Is the amazing rise in small-cap stocks in line with the “fundamentals”? As it turns out, small-cap shares are the most expensive based on price-earnings to growth (PEG) ratio, which is simply the price-earnings (P-E) multiple divided by earnings growth.
Earnings of shares that comprise the Bombay Stock Exchange (BSE) small-cap index grew 19.6% in the September quarter, but their trailing 12-month P-E multiple was as high as 24.9, resulting in a PEG ratio of 1.3. Large-cap shares represented by the BSE 100 index had a PEG ratio of 1.1 and grew earnings by 23.8% (the P-E multiples mentioned above will differ slightly from those published by BSE because it excludes stocks on which year-on-year earnings growth data isn’t available).
The top performers were mid-cap shares, which grew earnings by as much as 37.1% and trade at a PEG ratio of just 0.7 times. Their fast-paced growth in earnings last quarter was no flash in the pan—in the past four quarters, their earnings grew by 52.5%, easily outpacing the 36.9% and 31.4% growth posted by large-cap and small-cap firms, respectively.
Mid-cap shares now enjoy the same P-E multiple as their large-cap peers, with the BSE mid-cap index P-E at around 27.8 (as published by BSE). Just two months ago, they traded at a 20% discount. It’s also important to note that while the BSE 100 enjoys a P-E multiple of 29.3 (as published by BSE), the 30-share Sensex has a lower valuation of 27.9 times trailing earnings. Investor preference has clearly shifted to where earnings growth is higher, and it seems the markets haven’t been restricted by the accepted wisdom of the past that the largest firms should demand the highest valuations (a year ago, the Sensex traded at a 13% premium to the BSE 100). True, the P-E multiple of an index may get skewed depending on industry weightages, but there’s little doubt that mid-cap valuations have caught up significantly with those of their large-cap peers.
And although small-cap companies hardly match mid caps on fundamentals such as earnings growth and return ratios, they have somehow been large beneficiaries of the shift in focus from large caps. Considering that their PEG valuations are now the highest, it’s high time they corrected.
An excellent performer in the past month, the ITC Ltd stock easily beat the Sensex. One reason could simply be its earlier underperformance—even after its recent run-up, the scrip is up around 21% more than its opening price in January—a much lower gain than for the Sensex. But analysts have also been recommending the stock for a whole host of reasons, chief among which has been the thrust given to the company’s fast moving consumer goods (FMCG) business. ITC aficionados expect the company to be able to leverage its ubiquitous sales network to sell everything from potato chips to biscuits to shampoos. Ambitious expansion plans have also been aired, such as the move to increase its “Choupal Sagar” complexes from the current 24 to 100 in the next 18 months at a cost of Rs600 crore. The most recent trigger appears to be the story that the group is going to expand its hotels chain in the mid-market segment.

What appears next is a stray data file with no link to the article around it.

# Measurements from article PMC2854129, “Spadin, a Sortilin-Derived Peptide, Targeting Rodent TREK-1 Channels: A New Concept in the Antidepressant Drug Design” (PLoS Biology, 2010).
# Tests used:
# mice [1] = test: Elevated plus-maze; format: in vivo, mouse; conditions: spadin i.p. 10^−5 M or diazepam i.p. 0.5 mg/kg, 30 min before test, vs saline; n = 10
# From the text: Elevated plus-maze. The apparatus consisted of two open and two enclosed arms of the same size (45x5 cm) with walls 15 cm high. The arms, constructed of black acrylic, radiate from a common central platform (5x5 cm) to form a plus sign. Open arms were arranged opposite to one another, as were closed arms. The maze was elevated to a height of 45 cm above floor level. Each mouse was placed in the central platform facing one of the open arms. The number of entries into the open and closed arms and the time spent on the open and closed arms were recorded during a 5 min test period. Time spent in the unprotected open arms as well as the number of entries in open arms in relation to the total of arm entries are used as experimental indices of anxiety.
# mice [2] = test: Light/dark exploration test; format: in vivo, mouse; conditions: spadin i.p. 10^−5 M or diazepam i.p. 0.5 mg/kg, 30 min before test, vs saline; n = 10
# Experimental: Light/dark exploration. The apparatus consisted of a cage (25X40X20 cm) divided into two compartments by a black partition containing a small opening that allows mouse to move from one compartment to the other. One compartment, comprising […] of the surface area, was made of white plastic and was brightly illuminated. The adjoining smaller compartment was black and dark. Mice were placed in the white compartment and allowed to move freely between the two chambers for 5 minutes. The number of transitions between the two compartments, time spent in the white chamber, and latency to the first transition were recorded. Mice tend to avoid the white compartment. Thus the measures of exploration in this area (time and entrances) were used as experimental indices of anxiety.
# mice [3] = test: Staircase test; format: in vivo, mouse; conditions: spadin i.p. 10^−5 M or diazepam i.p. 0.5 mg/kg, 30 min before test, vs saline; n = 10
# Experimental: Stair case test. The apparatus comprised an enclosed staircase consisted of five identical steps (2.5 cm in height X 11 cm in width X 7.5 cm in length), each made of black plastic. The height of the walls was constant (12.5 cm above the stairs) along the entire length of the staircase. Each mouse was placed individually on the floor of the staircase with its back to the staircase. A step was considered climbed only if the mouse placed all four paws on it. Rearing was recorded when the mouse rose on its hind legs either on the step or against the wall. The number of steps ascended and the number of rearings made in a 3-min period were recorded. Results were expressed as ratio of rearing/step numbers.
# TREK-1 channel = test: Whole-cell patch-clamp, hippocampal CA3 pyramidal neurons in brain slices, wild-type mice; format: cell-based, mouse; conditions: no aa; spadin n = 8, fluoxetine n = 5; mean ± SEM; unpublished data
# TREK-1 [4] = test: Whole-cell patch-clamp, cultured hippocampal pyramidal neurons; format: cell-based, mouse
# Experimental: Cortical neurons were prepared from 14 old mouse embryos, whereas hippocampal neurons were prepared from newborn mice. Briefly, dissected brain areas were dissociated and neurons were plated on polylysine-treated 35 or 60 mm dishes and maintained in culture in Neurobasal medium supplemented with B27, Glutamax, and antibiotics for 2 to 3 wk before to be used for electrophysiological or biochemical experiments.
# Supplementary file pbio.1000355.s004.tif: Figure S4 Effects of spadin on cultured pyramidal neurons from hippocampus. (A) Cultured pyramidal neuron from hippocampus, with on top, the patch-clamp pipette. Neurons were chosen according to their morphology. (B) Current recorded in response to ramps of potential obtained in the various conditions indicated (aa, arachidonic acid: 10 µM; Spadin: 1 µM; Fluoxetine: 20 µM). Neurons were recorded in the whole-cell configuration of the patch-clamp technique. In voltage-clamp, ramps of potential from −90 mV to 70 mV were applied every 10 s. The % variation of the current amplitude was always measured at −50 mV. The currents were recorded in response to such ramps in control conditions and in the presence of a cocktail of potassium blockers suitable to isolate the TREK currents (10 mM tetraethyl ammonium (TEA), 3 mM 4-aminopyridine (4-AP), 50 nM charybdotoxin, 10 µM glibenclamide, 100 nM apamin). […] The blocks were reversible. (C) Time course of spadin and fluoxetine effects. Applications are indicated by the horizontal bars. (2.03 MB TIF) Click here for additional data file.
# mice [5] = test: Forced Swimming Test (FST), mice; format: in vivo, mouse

But these initiatives all mean a lot of upfront investment in fixed assets as well as building brands, while returns will take time. The new businesses accounted for only about 18% of the company’s earnings before interest and tax in the September quarter and the company’s dependence on revenues from its core cigarette business will continue for a long while. As a matter of fact, the new businesses are dependent upon the cash flows from the cigarette business. That’s not such a bad thing because the company has proved that people are going to smoke in spite of higher taxes. Cigarette volumes declined 4% but revenues rose 5.5% in the September quarter as smokers absorbed a steep rise in prices.
Analysts had pencilled in a sharp fall in cigarette volumes after the imposition of the value-added tax, but volumes have proved to be far more inelastic. The other reason for the rise in the stock is perhaps its attraction as a defensive stock in uncertain times.
It’s debatable whether there’s much of an upside left in the stock in the short term, given the proximity of the Union budget. Investors have generally avoided the stock before the budget because the industry has traditionally been every finance minister’s favourite when it comes to raising taxes. And at more than 22 times fiscal 2009 consensus earnings, the stock is not cheap.
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